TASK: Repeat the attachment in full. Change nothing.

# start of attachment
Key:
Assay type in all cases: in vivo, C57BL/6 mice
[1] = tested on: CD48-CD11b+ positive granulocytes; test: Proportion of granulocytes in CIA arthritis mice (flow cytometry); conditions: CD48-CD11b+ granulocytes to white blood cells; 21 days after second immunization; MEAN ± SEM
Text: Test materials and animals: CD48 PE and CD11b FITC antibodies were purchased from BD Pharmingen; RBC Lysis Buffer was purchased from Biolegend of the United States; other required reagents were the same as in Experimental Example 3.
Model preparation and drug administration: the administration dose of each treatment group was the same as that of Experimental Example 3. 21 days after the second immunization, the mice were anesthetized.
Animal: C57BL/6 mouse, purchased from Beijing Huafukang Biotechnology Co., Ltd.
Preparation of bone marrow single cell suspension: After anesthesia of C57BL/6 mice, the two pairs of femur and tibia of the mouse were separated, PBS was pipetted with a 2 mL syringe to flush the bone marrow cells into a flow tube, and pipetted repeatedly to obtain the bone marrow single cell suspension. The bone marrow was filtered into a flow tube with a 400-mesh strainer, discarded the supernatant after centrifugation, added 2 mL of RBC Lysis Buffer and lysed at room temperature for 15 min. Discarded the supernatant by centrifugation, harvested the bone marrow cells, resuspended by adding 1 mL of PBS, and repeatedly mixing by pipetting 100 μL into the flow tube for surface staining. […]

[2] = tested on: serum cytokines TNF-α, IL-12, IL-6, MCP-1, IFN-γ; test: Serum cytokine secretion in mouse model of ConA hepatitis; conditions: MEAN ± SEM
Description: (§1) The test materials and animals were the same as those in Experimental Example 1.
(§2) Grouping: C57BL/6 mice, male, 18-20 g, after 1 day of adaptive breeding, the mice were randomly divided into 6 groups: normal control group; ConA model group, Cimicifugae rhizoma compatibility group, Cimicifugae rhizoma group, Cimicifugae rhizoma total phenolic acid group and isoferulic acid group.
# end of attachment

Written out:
Key:
Assay type in all cases: in vivo, C57BL/6 mice
[1] = tested on: CD48-CD11b+ positive granulocytes; test: Proportion of granulocytes in CIA arthritis mice (flow cytometry); conditions: CD48-CD11b+ granulocytes to white blood cells; 21 days after second immunization; MEAN ± SEM
Text: Test materials and animals: CD48 PE and CD11b FITC antibodies were purchased from BD Pharmingen; RBC Lysis Buffer was purchased from Biolegend of the United States; other required reagents were the same as in Experimental Example 3.
Model preparation and drug administration: the administration dose of each treatment group was the same as that of Experimental Example 3. 21 days after the second immunization, the mice were anesthetized.
Animal: C57BL/6 mouse, purchased from Beijing Huafukang Biotechnology Co., Ltd.
Preparation of bone marrow single cell suspension: After anesthesia of C57BL/6 mice, the two pairs of femur and tibia of the mouse were separated, PBS was pipetted with a 2 mL syringe to flush the bone marrow cells into a flow tube, and pipetted repeatedly to obtain the bone marrow single cell suspension. The bone marrow was filtered into a flow tube with a 400-mesh strainer, discarded the supernatant after centrifugation, added 2 mL of RBC Lysis Buffer and lysed at room temperature for 15 min. Discarded the supernatant by centrifugation, harvested the bone marrow cells, resuspended by adding 1 mL of PBS, and repeatedly mixing by pipetting 100 μL into the flow tube for surface staining. […]

[2] = tested on: serum cytokines TNF-α, IL-12, IL-6, MCP-1, IFN-γ; test: Serum cytokine secretion in mouse model of ConA hepatitis; conditions: MEAN ± SEM
Description: (§1) The test materials and animals were the same as those in Experimental Example 1.
(§2) Grouping: C57BL/6 mice, male, 18-20 g, after 1 day of adaptive breeding, the mice were randomly divided into 6 groups: normal control group; ConA model group, Cimicifugae rhizoma compatibility group, Cimicifugae rhizoma group, Cimicifugae rhizoma total phenolic acid group and isoferulic acid group.